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Good transition words guide your reader from one thought in your writing to the next. They allow you to arrange your ideas in a clear and meaningful way that the reader can easily follow.

If you think of writing as being a type of journey, you can think of transition words as being like sign posts on this journey. They keep the traveler moving in the right direction and always aware of where she is headed.

Without transition words, your reader runs the risk of getting lost in a confusing jumble of disorganized thinking.

This post will teach you about the different transition words that are available and how to effectively use them in your writing.

Example Transition Words

There are dozens if not hundreds of possible transition words and phrases. To help you understand, I’ve divided them into different categories based on their purpose.  Here are the categories:

  • Addition: transition words that build upon an idea, adding one thought to another.
  • Comparison: transition words that show the similarities between two ideas.
  • Conclusion: transition words that bring an idea to an end.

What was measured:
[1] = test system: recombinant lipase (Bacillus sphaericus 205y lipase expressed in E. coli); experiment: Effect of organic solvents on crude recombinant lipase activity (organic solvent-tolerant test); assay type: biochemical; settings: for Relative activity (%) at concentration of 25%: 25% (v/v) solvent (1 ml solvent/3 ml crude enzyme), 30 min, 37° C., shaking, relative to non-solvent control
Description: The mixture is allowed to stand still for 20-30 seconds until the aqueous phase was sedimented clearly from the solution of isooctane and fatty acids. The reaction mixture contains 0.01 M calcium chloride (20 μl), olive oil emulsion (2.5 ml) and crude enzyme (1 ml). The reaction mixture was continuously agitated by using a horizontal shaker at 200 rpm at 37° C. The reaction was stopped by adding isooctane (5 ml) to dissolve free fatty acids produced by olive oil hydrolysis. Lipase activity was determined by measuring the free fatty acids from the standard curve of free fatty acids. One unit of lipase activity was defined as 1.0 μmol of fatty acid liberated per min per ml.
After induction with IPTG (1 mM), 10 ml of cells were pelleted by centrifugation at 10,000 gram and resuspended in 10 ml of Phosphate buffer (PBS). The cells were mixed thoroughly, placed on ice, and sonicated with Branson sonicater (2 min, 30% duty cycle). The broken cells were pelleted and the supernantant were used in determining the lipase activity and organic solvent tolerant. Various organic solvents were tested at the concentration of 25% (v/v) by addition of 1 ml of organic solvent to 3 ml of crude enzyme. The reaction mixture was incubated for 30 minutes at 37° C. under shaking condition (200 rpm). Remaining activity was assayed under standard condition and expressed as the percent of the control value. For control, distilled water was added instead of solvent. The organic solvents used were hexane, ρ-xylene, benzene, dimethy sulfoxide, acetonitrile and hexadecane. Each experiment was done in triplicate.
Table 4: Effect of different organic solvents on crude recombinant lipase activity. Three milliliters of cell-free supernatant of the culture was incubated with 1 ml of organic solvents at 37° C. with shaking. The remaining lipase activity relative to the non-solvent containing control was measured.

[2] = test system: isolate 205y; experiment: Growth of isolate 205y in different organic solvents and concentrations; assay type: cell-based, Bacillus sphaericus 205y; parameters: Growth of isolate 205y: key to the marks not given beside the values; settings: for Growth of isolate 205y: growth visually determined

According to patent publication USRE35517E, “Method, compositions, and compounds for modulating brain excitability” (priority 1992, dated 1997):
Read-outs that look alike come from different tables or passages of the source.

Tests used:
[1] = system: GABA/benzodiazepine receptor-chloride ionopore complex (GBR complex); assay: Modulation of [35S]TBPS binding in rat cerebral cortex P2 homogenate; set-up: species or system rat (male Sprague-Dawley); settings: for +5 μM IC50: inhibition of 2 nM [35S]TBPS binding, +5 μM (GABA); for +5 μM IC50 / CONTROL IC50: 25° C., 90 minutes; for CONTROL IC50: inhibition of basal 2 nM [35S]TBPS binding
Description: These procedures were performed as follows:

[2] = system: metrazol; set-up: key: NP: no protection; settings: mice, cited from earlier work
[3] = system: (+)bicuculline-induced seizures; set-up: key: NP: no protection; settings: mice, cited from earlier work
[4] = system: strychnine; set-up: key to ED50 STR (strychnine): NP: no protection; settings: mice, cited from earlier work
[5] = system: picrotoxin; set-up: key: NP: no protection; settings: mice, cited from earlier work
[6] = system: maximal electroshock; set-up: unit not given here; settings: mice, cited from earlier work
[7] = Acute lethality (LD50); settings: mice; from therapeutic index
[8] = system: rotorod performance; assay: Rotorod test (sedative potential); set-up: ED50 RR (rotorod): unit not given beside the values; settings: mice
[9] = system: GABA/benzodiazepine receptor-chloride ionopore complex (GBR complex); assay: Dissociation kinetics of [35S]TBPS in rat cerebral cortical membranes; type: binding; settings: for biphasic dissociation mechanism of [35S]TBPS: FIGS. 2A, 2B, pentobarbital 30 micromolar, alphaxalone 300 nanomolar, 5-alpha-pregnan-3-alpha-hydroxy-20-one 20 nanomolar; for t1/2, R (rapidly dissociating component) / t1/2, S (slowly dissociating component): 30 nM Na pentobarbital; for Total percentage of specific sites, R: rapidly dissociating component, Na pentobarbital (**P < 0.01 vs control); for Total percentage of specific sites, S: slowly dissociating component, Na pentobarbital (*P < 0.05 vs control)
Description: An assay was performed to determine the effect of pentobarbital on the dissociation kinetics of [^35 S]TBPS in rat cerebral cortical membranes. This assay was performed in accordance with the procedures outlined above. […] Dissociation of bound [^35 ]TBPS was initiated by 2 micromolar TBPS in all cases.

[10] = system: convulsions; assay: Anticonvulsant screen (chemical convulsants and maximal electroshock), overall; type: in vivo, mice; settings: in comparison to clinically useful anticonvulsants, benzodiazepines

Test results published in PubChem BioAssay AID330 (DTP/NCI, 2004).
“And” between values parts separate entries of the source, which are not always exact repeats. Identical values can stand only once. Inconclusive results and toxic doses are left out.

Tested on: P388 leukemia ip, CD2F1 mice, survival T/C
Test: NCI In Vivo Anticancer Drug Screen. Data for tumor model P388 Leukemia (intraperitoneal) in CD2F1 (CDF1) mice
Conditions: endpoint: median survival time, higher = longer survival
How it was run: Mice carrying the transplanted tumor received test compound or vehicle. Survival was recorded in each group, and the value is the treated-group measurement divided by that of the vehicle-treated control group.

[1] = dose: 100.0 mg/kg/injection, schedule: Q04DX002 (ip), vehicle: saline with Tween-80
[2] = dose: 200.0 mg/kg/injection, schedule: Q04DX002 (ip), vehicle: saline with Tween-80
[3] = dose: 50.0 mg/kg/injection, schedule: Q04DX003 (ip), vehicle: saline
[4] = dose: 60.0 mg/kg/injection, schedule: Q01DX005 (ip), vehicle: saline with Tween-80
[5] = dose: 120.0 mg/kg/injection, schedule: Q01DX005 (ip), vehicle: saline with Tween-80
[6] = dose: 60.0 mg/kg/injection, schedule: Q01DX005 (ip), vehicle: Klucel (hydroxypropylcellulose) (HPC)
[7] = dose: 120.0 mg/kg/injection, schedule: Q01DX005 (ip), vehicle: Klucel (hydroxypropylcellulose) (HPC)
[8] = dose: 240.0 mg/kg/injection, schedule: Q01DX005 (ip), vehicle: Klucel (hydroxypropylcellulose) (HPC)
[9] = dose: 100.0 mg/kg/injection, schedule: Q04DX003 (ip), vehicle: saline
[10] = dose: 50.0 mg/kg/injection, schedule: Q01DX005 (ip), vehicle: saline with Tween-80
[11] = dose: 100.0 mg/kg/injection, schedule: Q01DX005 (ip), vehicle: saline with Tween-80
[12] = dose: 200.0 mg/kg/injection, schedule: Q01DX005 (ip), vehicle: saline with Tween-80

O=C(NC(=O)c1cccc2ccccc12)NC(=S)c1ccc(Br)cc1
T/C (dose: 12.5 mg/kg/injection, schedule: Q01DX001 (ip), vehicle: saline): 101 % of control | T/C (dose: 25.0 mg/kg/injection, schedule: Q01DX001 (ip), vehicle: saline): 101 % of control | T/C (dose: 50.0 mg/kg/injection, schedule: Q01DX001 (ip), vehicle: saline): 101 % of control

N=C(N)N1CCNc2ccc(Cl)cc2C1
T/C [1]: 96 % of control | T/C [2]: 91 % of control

• Contrast: transition words that show the differences between two ideas.
  • Reason: transition words that show the logical connection between two ideas.
  • Result: transition words that show the consequences of an idea.
  • Sequence: transition words that show the order of ideas in time and space.

As you can see, transition words serve a variety of purposes. For your convenience, I made a table of some of the more common transition words and separated them into categories.

Please note that this table serves as a good summary of transitions, but it isn’t comprehensive. If you want more examples, check out this extensive list of transition words.

Good Transition Words in Use

So, now you understand the different types of transition words that are available. Let me give you an example of how good transition words can help improve your writing.

First, I will write a paragraph using no transition words at all.

Sophie was bitten by a black widow when she was a child. Sophie spent several days in the hospital recovering. She still has a red scar on her leg where the spider bit her. Sophie is afraid of spiders. Every year she gets her house sprayed by an exterminator.